EU reg­u­la­tions to change ways re­tail in­vestors pay for ad­vice

In­de­pen­dent ad­vis­ers to be­come un­able to take com­mis­sion on sale of cer­tain prod­ucts

The Irish Times - - Business + Your Money - Fiona Reddan Anal­y­sis

New reg­u­la­tions aimed at en­hanc­ing con­sumer pro­tec­tion may cre­ate an un­even play­ing field for fi­nan­cial ad­vice, and will also raise an old de­bate about the ap­pro­pri­ate­ness, or oth­er­wise, of pay­ing for fi­nan­cial ad­vice via a com­mis­sion struc­ture.

It’s one of the largest reg­u­la­tory ini­tia­tives un­der­taken in the Euro­pean Union and is set to re­shape the face of cap­i­tal mar­kets go­ing for­ward. It’s also ap­proach­ing – and fast.

The Mar­kets in Fi­nan­cial In­stru­ments Di­rec­tive II (Mi­fid II) comes into ef­fect on Jan­uary 3rd, and those ad­vis­ers sub­ject to the regime are busy get­ting ready for the change.

“It’s a very sig­nif­i­cant bit of leg­is­la­tion,” says Adam Cle­land, head of wealth ad­vice with Davy, adding that the bro­ker has 40 peo­ple work­ing on the tran­si­tion.

How­ever, one per­haps un­in­tended con­se­quence of the new reg­u­la­tions is that it will change how fi­nan­cial ad­vice is dis­pensed – and paid for – in Ire­land, for one co­hort but not for another.

In­de­pen­dent ad­vis­ers

Un­der Mi­fid II, fi­nan­cial ad­vis­ers look­ing to de­scribe them­selves as “in­de­pen­dent” must ful­fil cer­tain re­quire­ments, such as as­sess­ing a suf­fi­cient num­ber of fi­nan­cial prod­ucts to de­ter­mine what best suits their clients’ in­vest­ment ob­jec­tives.

In ad­di­tion, ad­vis­ers who de­scribe them­selves as “in­de­pen­dent” and who sell Mi­fid prod­ucts, will no longer be able to take com­mis­sion on the sale of those prod­ucts – they’ll have to charge fees for their ad­vice.

Cur­rently, “in­de­pen­dent” fi­nan­cial ad­vis­ers in Ire­land must also per­form a fair anal­y­sis of the mar­ket, but they only have to give the op­tion of charg­ing fees – they can also earn com­mis­sion on a prod­uct sale.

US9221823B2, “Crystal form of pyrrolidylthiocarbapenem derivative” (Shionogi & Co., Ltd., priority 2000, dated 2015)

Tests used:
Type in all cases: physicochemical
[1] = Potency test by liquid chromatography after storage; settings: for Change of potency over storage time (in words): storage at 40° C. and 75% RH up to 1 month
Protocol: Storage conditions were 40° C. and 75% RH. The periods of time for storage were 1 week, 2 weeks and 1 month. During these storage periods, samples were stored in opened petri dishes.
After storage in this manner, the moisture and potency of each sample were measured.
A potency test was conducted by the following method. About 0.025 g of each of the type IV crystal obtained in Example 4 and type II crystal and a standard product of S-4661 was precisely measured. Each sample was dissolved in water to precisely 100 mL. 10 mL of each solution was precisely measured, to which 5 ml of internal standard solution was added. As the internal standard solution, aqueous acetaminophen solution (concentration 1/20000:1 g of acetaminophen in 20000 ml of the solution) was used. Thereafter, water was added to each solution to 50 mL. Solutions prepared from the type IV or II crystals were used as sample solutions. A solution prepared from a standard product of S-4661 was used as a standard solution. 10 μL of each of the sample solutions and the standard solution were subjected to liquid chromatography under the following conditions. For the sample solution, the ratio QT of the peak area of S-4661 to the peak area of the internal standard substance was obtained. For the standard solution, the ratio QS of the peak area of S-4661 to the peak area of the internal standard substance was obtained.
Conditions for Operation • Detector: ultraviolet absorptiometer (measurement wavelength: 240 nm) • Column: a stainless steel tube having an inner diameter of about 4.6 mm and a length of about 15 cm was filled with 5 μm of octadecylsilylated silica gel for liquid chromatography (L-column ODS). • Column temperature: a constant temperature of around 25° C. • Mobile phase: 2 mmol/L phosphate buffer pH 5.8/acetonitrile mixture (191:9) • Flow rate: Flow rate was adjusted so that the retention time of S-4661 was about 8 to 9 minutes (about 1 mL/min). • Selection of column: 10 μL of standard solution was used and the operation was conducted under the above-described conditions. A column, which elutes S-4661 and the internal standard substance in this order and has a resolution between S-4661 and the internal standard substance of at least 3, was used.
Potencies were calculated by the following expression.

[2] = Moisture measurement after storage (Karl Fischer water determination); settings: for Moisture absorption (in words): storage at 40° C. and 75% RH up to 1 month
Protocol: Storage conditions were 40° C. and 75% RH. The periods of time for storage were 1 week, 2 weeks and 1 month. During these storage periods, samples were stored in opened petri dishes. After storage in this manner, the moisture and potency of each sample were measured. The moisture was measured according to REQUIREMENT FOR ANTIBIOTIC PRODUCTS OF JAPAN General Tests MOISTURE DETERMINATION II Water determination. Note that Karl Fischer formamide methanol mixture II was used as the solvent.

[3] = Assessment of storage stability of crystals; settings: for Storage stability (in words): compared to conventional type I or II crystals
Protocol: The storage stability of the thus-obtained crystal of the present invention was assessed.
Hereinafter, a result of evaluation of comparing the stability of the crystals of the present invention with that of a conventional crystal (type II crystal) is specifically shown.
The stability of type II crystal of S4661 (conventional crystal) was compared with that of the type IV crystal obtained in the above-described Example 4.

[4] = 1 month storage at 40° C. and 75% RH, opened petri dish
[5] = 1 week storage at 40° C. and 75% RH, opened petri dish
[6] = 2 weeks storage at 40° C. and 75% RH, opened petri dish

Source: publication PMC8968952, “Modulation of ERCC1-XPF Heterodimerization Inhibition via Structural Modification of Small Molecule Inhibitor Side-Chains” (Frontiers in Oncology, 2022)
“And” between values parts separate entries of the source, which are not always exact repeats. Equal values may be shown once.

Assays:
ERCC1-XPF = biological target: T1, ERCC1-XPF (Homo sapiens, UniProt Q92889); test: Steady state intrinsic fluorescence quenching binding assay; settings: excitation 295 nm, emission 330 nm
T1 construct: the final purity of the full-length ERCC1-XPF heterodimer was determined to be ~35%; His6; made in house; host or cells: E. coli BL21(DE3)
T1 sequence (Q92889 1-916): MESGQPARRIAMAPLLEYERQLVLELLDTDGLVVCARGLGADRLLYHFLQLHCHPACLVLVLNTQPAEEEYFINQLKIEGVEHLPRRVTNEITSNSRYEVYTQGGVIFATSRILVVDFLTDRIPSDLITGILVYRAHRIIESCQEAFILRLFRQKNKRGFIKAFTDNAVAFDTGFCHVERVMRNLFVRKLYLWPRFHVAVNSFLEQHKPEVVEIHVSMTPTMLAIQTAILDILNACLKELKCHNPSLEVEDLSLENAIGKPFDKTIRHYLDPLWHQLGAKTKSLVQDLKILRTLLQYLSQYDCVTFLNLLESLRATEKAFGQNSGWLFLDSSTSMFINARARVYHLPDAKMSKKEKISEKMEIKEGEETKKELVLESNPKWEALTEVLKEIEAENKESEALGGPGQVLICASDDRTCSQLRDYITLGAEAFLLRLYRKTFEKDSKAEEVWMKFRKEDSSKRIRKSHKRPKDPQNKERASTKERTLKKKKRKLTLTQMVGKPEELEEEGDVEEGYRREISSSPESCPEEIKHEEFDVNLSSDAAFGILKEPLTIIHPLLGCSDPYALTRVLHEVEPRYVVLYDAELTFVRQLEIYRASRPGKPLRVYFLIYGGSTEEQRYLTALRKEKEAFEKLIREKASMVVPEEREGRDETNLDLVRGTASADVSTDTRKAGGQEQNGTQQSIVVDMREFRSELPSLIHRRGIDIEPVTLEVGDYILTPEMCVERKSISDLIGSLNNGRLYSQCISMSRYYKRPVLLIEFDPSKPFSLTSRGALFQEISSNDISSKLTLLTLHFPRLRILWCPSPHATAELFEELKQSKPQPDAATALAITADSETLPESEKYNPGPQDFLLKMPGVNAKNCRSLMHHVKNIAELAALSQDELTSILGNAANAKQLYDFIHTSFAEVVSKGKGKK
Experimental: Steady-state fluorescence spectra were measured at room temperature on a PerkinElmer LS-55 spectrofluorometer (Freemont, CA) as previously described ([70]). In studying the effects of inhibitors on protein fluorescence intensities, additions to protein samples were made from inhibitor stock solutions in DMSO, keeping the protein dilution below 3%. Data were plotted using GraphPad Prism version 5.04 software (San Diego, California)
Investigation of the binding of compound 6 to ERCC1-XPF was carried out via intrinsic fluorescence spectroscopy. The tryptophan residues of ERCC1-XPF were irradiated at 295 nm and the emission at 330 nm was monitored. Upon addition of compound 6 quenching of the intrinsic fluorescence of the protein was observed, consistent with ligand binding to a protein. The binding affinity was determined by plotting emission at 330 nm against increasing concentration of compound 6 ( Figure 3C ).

It means that sell­ers of Mi­fid prod­ucts, which typ­i­cally re­late to all prod­ucts sold with­out a life in­sur­ance wrap­per, such as stocks, Ex­change Traded Funds (ETFs) and in­vest­ment funds, will be sub­ject to the new rules. How­ever, those who sell in­sur­ance linked in­vest­ments won’t.

As such, ac­cord­ing to Ciaran Phelan, chief ex­ec­u­tive of rep­re­sen­ta­tive body Bro­kers Ire­land, the “vast ma­jor­ity” of fi­nan­cial bro­kers won’t be im­pacted by the reg­u­la­tions, as they usu­ally sell in­vest­ment prod­ucts with life in­sur­ance wrap­pers, which are gov­erned by in­sur­ance rules, rather than Mi­fid style prod­ucts.

But this means that dif­fer­ent rules will ap­ply depend­ing on the type of prod­uct be­ing sold.

How­ever, change may also be afoot on this front, with the In­sur­ance Dis­tri­bu­tion Di­rec­tive (IDD) to be im­ple­mented by March 2018. Ahead of this the Cen­tral Bank is ex­pected to run a con­sul­ta­tion on this is­sue be­fore the end of the year, with a de­ter­mi­na­tion on whether the two regimes should be har­monised yet to be made.

Cle­land would like to see the di­rec­tive bring about “a level play­ing field” for prod­ucts sold un­der both Mi­fid and the IDD. This could be achieved by im­pos­ing sim­i­lar re­stric­tions on com­mis­sion for in­de­pen­dent ad­vis­ers who sell life-wrapped prod­ucts.

“We need to make sure there’s no in­cen­tive to move to one part of the re­tail uni­verse,” he said, adding that the ex­pe­ri­ence of RDR in the UK, which banned com­mis­sions out­right, “cre­ates clar­ity about the cost of ad­vice”.

“It also makes that ad­vice to be more likely to be in the cus­tomers’ in­ter­est,” he said.


The Mi­fid II reg­u­la­tions a mean stock­bro­kers will have to charge in­sti­tu­tional clients for their re­search

Con­sid­er­able re­sis­tance

How­ever, such a move is likely to be met with con­sid­er­able re­sis­tance from bro­kers, who ar­gue that a com­mis­sion-based struc­ture al­lows more peo­ple to ac­cess fi­nan­cial ad­vice.

“Con­sumers are quite happy: they un­der­stand ad­vice has to be paid for,” says Phelan, adding that the ex­pe­ri­ence of RDR in the UK “took ad­vice away from the av­er­age woman and man in the street”.

The Mi­fid II reg­u­la­tions also mean stock­bro­kers will have to charge clients – in­sti­tu­tional only – for their re­search, dis­trib­uted in morn­ing notes and re­search re­ports. Such clients cur­rently get this in­for­ma­tion for free, or as part of a pack­age, so the unbundling means bro­kers will have to test the mar­ket by try­ing to get their clients to pay for it.

“We’re putting more em­pha­sis on mak­ing sure our re­search can stand on its own two feet,” Cle­land said.

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